Even though some feedback actually focused on navigational issues, what emerged strongly was a lack of interest in the functionalities and an absolute passion on the key issues of participatory democracy: legitimacy of proposals and choice, minimum levels of participation, personal vs. public responsibility, the interface with representative democracy, the clash with the elected power, trust in the platform’s owner and algorithms, etc. It did not matter if the platform already proposed a non-biased model that addressed such issues; there was too much interest in state one’s own position and preferences, and too little room to exit one’s comfort zone.
I have experienced this kind of situation way too many times in conversations and in online “debates”, and it was striking and revealing to view it unfold again in real-time. On the plane back to Brussels, and after exchanging impressions with colleagues and fellow designers, I started wondering if this lack of a safe space for meaningful conversations on engagement and participation could represent a key challenge for design and for policy labs.
The current practice at European, state and local level shows that the methodologies and tools available to consult stakeholders, especially those who are now under-represented, are still not fit for purpose. If we try to move from consultation to participation and engagement, the field for improvement and experimentation becomes even wider.
From the experience gathered in a few years I could probably say, without raising too many eyebrows, that most collaborative spaces, processes and tools still address and are designed for problems of practical and tangible nature (i.e. business and service processes, system functionalities, etc). When the conversation shifts to values and principles (i.e. who should decide on what, and for what purpose), the temptation is to either fall back into personal biases, pre-existing hierarchical schemes – with a preference for the “top down, therefore practical” – or to enter an indecisive and often frustrating “assembly mode”.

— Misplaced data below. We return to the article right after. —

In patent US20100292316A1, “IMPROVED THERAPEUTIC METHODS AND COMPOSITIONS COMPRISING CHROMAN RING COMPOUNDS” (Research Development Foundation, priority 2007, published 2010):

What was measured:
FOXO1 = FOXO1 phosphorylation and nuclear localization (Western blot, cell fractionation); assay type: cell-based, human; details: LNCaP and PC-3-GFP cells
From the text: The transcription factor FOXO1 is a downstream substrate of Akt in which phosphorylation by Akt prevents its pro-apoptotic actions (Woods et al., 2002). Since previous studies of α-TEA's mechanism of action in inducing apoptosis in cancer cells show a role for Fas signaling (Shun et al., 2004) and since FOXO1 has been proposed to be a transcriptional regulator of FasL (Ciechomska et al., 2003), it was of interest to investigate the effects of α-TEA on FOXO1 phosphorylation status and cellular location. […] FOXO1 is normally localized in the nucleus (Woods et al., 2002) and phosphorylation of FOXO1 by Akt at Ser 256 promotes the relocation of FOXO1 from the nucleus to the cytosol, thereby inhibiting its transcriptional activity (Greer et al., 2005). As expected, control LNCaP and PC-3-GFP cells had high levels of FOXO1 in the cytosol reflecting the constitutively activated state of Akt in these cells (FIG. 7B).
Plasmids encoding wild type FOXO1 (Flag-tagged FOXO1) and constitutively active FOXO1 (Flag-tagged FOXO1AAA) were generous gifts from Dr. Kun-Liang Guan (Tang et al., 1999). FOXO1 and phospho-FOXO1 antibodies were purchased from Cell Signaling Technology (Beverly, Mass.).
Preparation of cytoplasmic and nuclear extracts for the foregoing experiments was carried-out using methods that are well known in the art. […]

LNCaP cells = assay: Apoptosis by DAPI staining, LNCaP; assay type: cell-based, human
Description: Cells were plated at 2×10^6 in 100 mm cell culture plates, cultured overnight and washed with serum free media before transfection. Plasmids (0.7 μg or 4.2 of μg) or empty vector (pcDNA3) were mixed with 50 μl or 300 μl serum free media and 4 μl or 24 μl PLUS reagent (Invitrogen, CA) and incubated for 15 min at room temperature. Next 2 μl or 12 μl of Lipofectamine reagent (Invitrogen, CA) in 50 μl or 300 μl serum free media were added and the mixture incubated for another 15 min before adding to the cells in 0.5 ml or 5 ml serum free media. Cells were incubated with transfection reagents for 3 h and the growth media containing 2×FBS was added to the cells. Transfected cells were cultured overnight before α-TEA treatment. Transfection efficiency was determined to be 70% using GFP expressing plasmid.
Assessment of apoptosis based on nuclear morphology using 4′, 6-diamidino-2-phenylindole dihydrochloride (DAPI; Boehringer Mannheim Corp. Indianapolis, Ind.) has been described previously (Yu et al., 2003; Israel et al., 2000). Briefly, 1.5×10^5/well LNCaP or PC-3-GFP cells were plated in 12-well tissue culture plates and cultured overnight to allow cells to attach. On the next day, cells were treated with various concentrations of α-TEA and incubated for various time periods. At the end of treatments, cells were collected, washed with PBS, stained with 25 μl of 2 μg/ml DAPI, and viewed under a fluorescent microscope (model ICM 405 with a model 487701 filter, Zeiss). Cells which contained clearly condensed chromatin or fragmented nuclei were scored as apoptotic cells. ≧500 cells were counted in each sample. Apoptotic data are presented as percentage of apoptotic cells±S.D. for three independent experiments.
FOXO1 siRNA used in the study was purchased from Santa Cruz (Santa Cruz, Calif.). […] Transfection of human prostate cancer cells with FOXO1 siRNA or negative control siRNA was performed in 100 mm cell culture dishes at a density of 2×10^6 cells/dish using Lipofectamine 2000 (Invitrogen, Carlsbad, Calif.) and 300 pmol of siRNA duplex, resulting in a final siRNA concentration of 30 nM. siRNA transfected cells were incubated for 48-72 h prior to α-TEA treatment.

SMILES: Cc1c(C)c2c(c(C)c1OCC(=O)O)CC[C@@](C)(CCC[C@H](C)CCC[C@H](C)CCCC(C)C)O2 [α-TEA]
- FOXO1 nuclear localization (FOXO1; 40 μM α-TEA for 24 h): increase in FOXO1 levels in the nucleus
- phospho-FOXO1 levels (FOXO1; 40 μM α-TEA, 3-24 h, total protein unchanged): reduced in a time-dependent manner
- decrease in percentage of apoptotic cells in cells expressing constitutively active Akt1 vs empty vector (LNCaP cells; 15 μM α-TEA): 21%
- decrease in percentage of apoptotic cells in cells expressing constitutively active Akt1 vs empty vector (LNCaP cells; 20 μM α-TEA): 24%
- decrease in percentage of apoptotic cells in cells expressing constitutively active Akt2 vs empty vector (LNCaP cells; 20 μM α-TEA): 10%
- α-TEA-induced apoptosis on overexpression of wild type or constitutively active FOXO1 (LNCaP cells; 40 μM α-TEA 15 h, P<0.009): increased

This translates in an open need for a space for meaningful and constructive conversations that lead to consensus on high level strategies and/or purposeful communities of practice.
We have a relatively limited practical experience with these kinds of challenges, and at the same time a highly heterogeneous and specialised range of places, methodologies and tools that could be potentially fitted for such task.
Third spaces, policy labs, fab labs, city labs, creative hubs, co-working spaces, online spaces for collaborative decision making, methods for participatory design and leadership, they all address a very important part of the whole and may hold collectively the key to build a flexible and adaptable system for engagement and participation. But we still need some form of meta-approach that can bring all the efforts together to focus on the discovery of shared values and principles and on embedding coherence and responsibility into actions and projects.
Can design accept the challenge? Can designers re-think existing methodologies and tools to explore practically the different forms of collective decision-making? Can we invent new forms of participation that move beyond the single vote to inform policy-making with relevant insights? Can we design rituals that reduce polarization to promote a shared understanding of our shared needs?
The question is open.